QUEEN’S WHARF TO GLENROCK LAGOON: 7.2 km (easy walk for all)
Start your walk at the Newcastle Queen’s Wharf. Walking south over the... more »
QUEEN’S WHARF TO GLENROCK LAGOON: 7.2 km (easy walk for all)
Start your walk at the Newcastle Queen’s Wharf. Walking south over the... more » railway follow signs through historic Newcastle past the cathedral to the Newcastle Obelisk. Then cross Reserve Road to King Edward Park and follow the cliff past Bar Beach, Dixon Park to Merewether and then Burwood Beach. Pass Murdering Gully to reach Glenrock Lagoon.
The tower at Queen’s Wharf where the Great North Walk begins involves a climb the 180 steps. From the 30 m high observation deck the panorama is superb. From the top you can see virtually the whole of today’s walk as well as the ships queuing to enter the harbour and the mountains to the west.
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This is a lovely walk anytime. Swimming on the beaches is year-round fun and there are also public (saltwater pools) with their own... more » history to enjoy too!
Access to the start of the Australian "Great North Walk" is at Queen's Wharf. This is a very short stroll from Newcastle's main railway station. The Tower is well worth the climb!
Take a few moments for a coffee on the wharf and read a little about the area's history - this will mean you enjoy the sights along the way all the more.
Watch out for the fantastic views from the cliff-top walk and also bird & human hang-gliders floating overhead around King Edward Park. less «
More than one hundred ships have been wrecked just here, along Stockton Beach and the Oyster Bank. Many wrecks are now part of the main breakwater, which was begun in 1898. The most famous wreck was the ‘Adolphe’, captained by Mr Layec, was arriving into Newcastle’s port from Antwerp on 30 September 1904. Around 9 am on that day, the two tugs, ... More‘Hero’ and ‘Victoria’, went out to meet the ‘Adolphe’. The pilot, Mr Stevenson, started to guide them into harbour. However, as they rounded the southern breakwater, the three ships were hit by huge seas that severed ‘Victoria's’ hawser. By itself, the tug ‘Hero’ was unable to keep control of the ‘Adolphe’. The next set of waves lifted the ‘Adolphe’ right on top of the remnants of a previous wreck: that of the ‘Colonist’. They say it was a weird sight — one doomed vessel stuck atop another. The miracle was that the lifeboat, under the command of Coxswain A. McKinnon, managed to save everyone on board although they had it really tough too — they broke at least four oars trying to get around the stern but finally the lifeboat crew got near enough to take off everyone to the applause of thousands of spectators.Less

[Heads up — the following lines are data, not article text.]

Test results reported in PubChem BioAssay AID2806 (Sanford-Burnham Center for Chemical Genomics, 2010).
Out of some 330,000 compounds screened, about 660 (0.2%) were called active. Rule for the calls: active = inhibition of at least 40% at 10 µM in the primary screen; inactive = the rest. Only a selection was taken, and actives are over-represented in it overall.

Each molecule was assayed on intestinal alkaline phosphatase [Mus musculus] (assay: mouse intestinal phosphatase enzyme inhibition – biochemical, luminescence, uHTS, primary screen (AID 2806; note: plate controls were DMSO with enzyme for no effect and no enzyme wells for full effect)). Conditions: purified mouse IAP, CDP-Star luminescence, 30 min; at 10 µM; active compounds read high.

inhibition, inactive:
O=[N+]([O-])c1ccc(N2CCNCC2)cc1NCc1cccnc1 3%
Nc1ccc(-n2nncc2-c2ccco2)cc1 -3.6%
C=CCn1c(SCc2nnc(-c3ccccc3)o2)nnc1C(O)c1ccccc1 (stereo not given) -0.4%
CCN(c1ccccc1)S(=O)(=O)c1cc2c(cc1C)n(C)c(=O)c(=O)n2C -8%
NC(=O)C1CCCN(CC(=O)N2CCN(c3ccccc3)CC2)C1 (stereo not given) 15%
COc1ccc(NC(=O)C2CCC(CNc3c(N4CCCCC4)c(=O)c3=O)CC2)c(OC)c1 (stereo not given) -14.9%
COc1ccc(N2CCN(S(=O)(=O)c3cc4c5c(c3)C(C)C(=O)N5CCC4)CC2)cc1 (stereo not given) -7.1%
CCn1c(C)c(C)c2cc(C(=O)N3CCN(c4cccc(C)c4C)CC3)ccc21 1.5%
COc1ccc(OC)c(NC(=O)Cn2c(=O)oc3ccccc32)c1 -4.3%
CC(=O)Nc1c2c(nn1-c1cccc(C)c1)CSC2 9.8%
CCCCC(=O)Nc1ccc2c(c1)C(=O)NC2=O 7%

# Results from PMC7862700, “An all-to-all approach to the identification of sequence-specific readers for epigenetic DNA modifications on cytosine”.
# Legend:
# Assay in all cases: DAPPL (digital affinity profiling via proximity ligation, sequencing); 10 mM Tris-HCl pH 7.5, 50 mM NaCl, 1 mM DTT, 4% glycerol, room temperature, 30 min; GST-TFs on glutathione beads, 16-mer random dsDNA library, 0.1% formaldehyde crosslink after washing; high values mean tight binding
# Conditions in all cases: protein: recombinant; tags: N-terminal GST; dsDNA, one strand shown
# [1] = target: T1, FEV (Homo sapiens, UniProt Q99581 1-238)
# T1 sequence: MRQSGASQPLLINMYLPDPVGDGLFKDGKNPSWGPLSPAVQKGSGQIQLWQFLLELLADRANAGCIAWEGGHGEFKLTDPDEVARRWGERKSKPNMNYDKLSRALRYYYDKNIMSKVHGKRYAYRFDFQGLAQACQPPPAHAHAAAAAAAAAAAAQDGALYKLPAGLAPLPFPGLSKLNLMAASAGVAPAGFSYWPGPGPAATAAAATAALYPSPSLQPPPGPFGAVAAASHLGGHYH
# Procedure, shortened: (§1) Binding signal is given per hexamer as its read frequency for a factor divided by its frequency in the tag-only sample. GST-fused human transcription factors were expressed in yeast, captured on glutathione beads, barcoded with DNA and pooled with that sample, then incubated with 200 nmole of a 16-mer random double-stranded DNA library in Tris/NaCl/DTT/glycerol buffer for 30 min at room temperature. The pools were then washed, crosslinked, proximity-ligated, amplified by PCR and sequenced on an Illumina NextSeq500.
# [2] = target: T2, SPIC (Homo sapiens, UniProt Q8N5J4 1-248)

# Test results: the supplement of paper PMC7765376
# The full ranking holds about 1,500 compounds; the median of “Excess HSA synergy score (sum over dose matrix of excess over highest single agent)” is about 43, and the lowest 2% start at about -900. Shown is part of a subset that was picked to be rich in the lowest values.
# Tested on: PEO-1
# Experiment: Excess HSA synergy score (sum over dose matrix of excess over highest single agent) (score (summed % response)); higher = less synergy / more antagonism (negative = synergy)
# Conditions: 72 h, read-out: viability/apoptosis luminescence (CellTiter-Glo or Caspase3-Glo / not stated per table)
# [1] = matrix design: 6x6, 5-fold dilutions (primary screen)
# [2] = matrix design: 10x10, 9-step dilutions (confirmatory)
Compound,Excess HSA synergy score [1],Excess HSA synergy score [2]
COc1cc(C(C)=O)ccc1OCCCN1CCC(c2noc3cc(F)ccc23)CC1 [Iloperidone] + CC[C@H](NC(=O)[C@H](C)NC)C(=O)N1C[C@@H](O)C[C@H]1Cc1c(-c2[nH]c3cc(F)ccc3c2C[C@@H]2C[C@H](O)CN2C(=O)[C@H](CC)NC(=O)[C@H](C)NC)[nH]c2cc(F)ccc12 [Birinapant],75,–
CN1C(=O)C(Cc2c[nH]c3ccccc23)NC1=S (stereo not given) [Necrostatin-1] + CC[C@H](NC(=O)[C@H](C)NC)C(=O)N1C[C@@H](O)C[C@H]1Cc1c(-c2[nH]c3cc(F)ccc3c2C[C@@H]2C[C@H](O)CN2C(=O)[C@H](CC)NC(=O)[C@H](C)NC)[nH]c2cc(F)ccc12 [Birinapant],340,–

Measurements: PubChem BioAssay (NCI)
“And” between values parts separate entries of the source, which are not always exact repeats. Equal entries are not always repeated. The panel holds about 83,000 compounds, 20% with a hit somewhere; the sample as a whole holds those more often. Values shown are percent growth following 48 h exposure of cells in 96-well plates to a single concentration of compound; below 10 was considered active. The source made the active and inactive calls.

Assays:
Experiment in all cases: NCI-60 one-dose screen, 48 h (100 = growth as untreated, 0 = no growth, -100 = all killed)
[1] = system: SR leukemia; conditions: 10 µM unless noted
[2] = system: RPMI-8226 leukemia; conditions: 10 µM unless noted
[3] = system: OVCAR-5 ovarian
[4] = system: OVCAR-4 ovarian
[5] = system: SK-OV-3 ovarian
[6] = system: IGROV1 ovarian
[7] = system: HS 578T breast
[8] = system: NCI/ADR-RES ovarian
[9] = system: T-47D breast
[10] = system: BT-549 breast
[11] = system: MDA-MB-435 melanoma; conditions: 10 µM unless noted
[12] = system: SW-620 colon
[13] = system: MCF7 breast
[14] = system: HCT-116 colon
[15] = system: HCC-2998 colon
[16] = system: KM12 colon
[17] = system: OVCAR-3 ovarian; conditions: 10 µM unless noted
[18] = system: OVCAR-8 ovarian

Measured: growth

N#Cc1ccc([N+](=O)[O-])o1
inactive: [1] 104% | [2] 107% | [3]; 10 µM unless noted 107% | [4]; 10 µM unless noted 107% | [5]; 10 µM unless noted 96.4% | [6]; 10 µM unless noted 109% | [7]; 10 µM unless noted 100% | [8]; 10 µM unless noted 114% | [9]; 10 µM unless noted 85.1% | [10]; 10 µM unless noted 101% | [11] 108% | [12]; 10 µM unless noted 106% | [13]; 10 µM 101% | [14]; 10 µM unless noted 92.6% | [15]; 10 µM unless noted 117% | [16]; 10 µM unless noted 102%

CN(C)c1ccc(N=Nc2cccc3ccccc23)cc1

This museum recreates the former Castlemain & Wood Bros Brewery in this museum was a major Bicentennial project. Exhibits cover the industrial and technological heritage of the Newcastle region, including its social history, lifestyle and environment. Located at 787 Hunter Street (+61 2 4962 2001). About 1 km from the Great North Walk.
Australia’s only ‘at war’ fort. Built in 1882 on a hilltop on the south-eastern headland, which is at the entrance to Newcastle Harbour. Located just over 1 km east of Newcastle Station that is at one end of the Great North Walk.
The first hotel in Newcastle - the Ship Inn - was built in 1823 at the end of Watt Street. The licensee, James Hannell, moved his premises to this location in 1846. The "Ship" was a famous meeting place for Newcastle power brokers and community pressure groups. For example advocates of the incorporation of the borough of Newcastle met... More in the Ship's "long room"and elected the pub owner, Mr Hannell, the first mayor of Newcastle on 7th June 1859.Less
Christ Church Cathedral is the largest provincial Anglican cathedral in Australia. It was built in what is now termed ‘Federation Gothic’ style. Anglican worship in Newcastle goes back to 1804 when Governor King instructed Lieutenant Menzies as follows:
‘You are to cause the prayers of the Church of England to be read with all due solemnity... More every Sunday.’
There is a legend that says that, by 1812, a slab hut had been constructed on the same site as the present-day cathedral to shelter people during the reading of the prayers. The first church building proper was erected some five years later, in 1817. It is said that Governor Macquarie himself gave the name of Christ Church to this small, convict-built church building, which he had been responsible for creating. The original church remained in use until 1884 when it was replaced by another building opposite the site of the present cathedral; that is now the Cathedral Hall. The cathedral we’re in today was dedicated in 1902, but it wasn’t really completed until 1979 when the tower was addedLess